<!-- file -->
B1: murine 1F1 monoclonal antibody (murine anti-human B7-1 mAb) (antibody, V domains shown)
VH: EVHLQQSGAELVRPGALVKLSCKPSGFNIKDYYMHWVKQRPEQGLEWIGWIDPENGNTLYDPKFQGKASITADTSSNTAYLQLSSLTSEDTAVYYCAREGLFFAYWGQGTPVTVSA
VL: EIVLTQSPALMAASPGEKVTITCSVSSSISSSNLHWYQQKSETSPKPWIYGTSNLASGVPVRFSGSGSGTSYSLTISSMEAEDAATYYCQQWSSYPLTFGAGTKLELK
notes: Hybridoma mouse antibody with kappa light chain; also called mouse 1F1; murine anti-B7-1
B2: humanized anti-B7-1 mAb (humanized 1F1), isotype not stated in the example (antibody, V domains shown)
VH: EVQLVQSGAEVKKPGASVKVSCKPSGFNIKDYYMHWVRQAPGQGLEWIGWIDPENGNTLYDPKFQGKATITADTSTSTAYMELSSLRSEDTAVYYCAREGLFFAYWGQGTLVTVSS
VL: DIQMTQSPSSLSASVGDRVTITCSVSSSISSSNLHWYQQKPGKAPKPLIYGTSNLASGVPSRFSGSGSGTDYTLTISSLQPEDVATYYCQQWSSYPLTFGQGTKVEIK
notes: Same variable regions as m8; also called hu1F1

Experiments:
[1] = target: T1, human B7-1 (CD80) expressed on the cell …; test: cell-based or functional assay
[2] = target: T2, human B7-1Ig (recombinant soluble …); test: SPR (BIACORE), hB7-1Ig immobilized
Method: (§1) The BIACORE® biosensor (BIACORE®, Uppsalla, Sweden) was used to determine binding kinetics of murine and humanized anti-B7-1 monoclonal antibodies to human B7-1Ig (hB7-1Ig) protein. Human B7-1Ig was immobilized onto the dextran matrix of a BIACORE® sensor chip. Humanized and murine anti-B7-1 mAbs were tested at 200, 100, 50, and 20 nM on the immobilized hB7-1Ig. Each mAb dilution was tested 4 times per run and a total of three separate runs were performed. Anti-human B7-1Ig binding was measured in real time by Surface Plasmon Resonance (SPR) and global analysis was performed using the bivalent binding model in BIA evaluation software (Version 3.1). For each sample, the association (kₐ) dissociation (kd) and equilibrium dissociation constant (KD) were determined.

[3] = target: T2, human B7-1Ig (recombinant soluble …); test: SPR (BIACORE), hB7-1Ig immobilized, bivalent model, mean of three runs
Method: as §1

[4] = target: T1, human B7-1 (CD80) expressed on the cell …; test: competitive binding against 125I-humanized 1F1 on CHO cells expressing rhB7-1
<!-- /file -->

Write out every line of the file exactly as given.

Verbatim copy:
B1: murine 1F1 monoclonal antibody (murine anti-human B7-1 mAb) (antibody, V domains shown)
VH: EVHLQQSGAELVRPGALVKLSCKPSGFNIKDYYMHWVKQRPEQGLEWIGWIDPENGNTLYDPKFQGKASITADTSSNTAYLQLSSLTSEDTAVYYCAREGLFFAYWGQGTPVTVSA
VL: EIVLTQSPALMAASPGEKVTITCSVSSSISSSNLHWYQQKSETSPKPWIYGTSNLASGVPVRFSGSGSGTSYSLTISSMEAEDAATYYCQQWSSYPLTFGAGTKLELK
notes: Hybridoma mouse antibody with kappa light chain; also called mouse 1F1; murine anti-B7-1
B2: humanized anti-B7-1 mAb (humanized 1F1), isotype not stated in the example (antibody, V domains shown)
VH: EVQLVQSGAEVKKPGASVKVSCKPSGFNIKDYYMHWVRQAPGQGLEWIGWIDPENGNTLYDPKFQGKATITADTSTSTAYMELSSLRSEDTAVYYCAREGLFFAYWGQGTLVTVSS
VL: DIQMTQSPSSLSASVGDRVTITCSVSSSISSSNLHWYQQKPGKAPKPLIYGTSNLASGVPSRFSGSGSGTDYTLTISSLQPEDVATYYCQQWSSYPLTFGQGTKVEIK
notes: Same variable regions as m8; also called hu1F1

Experiments:
[1] = target: T1, human B7-1 (CD80) expressed on the cell …; test: cell-based or functional assay
[2] = target: T2, human B7-1Ig (recombinant soluble …); test: SPR (BIACORE), hB7-1Ig immobilized
Method: (§1) The BIACORE® biosensor (BIACORE®, Uppsalla, Sweden) was used to determine binding kinetics of murine and humanized anti-B7-1 monoclonal antibodies to human B7-1Ig (hB7-1Ig) protein. Human B7-1Ig was immobilized onto the dextran matrix of a BIACORE® sensor chip. Humanized and murine anti-B7-1 mAbs were tested at 200, 100, 50, and 20 nM on the immobilized hB7-1Ig. Each mAb dilution was tested 4 times per run and a total of three separate runs were performed. Anti-human B7-1Ig binding was measured in real time by Surface Plasmon Resonance (SPR) and global analysis was performed using the bivalent binding model in BIA evaluation software (Version 3.1). For each sample, the association (kₐ) dissociation (kd) and equilibrium dissociation constant (KD) were determined.

[3] = target: T2, human B7-1Ig (recombinant soluble …); test: SPR (BIACORE), hB7-1Ig immobilized, bivalent model, mean of three runs
Method: as §1

[4] = target: T1, human B7-1 (CD80) expressed on the cell …; test: competitive binding against 125I-humanized 1F1 on CHO cells expressing rhB7-1